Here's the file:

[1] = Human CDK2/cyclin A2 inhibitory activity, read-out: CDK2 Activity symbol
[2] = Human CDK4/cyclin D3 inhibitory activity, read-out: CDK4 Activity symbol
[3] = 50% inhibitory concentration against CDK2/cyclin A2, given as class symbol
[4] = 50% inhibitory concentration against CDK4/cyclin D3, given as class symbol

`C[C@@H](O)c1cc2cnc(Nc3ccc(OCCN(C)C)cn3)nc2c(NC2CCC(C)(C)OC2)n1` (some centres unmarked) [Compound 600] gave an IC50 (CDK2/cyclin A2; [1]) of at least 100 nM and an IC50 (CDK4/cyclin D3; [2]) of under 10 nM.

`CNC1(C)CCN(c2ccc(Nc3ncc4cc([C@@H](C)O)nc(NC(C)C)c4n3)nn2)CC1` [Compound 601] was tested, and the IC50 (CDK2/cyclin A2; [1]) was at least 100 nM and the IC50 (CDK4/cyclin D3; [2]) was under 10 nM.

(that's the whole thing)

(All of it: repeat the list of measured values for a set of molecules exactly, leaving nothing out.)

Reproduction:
[1] = Human CDK2/cyclin A2 inhibitory activity, read-out: CDK2 Activity symbol
[2] = Human CDK4/cyclin D3 inhibitory activity, read-out: CDK4 Activity symbol
[3] = 50% inhibitory concentration against CDK2/cyclin A2, given as class symbol
[4] = 50% inhibitory concentration against CDK4/cyclin D3, given as class symbol

`C[C@@H](O)c1cc2cnc(Nc3ccc(OCCN(C)C)cn3)nc2c(NC2CCC(C)(C)OC2)n1` (some centres unmarked) [Compound 600] gave an IC50 (CDK2/cyclin A2; [1]) of at least 100 nM and an IC50 (CDK4/cyclin D3; [2]) of under 10 nM.

`CNC1(C)CCN(c2ccc(Nc3ncc4cc([C@@H](C)O)nc(NC(C)C)c4n3)nn2)CC1` [Compound 601] was tested, and the IC50 (CDK2/cyclin A2; [1]) was at least 100 nM and the IC50 (CDK4/cyclin D3; [2]) was under 10 nM.